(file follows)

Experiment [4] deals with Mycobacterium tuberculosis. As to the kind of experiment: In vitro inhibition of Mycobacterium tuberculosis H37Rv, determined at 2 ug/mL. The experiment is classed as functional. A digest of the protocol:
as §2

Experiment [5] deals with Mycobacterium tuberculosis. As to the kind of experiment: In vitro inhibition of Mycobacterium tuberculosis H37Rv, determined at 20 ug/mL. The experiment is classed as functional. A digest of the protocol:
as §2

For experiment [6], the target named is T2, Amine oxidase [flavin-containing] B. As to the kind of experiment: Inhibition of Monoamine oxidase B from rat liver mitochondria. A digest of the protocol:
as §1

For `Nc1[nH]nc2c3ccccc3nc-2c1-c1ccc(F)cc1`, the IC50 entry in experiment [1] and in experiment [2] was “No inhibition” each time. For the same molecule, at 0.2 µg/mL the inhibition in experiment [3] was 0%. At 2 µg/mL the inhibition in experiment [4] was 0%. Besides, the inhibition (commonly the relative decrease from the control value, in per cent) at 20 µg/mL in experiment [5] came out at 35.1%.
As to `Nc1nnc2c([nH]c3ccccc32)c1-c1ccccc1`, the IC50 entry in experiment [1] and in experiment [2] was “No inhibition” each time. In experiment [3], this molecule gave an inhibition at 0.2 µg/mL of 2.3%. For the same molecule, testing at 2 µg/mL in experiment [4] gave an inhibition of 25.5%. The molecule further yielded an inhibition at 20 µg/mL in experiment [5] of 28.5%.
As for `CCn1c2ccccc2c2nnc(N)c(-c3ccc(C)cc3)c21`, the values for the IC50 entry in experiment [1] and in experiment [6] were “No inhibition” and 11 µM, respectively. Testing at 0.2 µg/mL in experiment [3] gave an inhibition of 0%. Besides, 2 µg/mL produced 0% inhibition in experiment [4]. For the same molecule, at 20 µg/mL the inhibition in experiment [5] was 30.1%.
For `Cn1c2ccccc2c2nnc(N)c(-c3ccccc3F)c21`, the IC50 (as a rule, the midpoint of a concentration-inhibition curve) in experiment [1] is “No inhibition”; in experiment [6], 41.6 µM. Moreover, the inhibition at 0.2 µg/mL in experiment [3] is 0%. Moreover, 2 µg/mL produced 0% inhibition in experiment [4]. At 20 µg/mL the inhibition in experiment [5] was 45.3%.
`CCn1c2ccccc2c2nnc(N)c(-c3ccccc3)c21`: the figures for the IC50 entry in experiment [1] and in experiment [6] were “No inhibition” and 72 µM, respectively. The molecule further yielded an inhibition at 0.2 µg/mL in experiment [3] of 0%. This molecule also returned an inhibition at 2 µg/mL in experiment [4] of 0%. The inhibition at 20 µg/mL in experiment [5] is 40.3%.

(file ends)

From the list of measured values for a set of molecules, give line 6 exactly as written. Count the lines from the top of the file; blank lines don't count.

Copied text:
as §1